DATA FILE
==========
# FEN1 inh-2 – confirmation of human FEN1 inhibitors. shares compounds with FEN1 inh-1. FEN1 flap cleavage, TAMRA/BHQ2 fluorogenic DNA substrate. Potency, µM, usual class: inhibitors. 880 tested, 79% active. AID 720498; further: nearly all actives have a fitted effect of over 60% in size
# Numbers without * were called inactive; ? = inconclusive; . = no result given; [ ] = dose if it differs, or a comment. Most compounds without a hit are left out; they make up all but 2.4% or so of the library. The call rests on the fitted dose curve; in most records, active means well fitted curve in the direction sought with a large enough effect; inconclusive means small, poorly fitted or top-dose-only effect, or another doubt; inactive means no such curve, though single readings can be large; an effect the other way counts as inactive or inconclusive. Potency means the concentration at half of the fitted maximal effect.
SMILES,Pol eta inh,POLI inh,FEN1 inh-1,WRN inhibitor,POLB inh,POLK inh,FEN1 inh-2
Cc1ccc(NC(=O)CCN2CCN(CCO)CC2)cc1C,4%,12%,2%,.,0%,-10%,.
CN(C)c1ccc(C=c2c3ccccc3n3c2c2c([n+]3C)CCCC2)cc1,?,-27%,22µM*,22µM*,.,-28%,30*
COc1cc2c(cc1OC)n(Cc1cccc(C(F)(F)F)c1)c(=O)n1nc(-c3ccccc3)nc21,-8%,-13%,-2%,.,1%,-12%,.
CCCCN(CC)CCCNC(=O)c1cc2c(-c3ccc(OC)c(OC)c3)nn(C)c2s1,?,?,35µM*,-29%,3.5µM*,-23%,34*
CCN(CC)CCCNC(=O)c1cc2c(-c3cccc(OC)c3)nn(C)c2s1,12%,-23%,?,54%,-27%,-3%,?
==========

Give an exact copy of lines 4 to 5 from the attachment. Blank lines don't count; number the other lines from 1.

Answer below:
Cc1ccc(NC(=O)CCN2CCN(CCO)CC2)cc1C,4%,12%,2%,.,0%,-10%,.
CN(C)c1ccc(C=c2c3ccccc3n3c2c2c([n+]3C)CCCC2)cc1,?,-27%,22µM*,22µM*,.,-28%,30*